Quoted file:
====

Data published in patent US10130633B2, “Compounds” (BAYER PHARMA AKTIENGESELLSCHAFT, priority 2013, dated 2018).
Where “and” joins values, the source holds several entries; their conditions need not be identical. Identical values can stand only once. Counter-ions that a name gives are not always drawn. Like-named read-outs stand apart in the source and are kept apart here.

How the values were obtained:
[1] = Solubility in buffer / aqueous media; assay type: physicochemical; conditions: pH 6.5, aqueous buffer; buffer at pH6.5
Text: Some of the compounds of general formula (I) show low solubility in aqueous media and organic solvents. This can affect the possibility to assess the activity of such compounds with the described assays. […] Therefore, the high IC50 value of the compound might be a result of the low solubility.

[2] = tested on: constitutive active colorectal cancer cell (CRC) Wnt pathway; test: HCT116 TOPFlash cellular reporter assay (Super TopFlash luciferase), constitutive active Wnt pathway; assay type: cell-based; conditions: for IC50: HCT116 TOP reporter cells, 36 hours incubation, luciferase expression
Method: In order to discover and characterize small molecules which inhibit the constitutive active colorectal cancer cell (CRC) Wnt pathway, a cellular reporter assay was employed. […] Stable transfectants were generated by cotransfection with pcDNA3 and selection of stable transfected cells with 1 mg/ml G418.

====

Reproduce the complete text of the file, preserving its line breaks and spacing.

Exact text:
Data published in patent US10130633B2, “Compounds” (BAYER PHARMA AKTIENGESELLSCHAFT, priority 2013, dated 2018).
Where “and” joins values, the source holds several entries; their conditions need not be identical. Identical values can stand only once. Counter-ions that a name gives are not always drawn. Like-named read-outs stand apart in the source and are kept apart here.

How the values were obtained:
[1] = Solubility in buffer / aqueous media; assay type: physicochemical; conditions: pH 6.5, aqueous buffer; buffer at pH6.5
Text: Some of the compounds of general formula (I) show low solubility in aqueous media and organic solvents. This can affect the possibility to assess the activity of such compounds with the described assays. […] Therefore, the high IC50 value of the compound might be a result of the low solubility.

[2] = tested on: constitutive active colorectal cancer cell (CRC) Wnt pathway; test: HCT116 TOPFlash cellular reporter assay (Super TopFlash luciferase), constitutive active Wnt pathway; assay type: cell-based; conditions: for IC50: HCT116 TOP reporter cells, 36 hours incubation, luciferase expression
Method: In order to discover and characterize small molecules which inhibit the constitutive active colorectal cancer cell (CRC) Wnt pathway, a cellular reporter assay was employed. […] Stable transfectants were generated by cotransfection with pcDNA3 and selection of stable transfected cells with 1 mg/ml G418.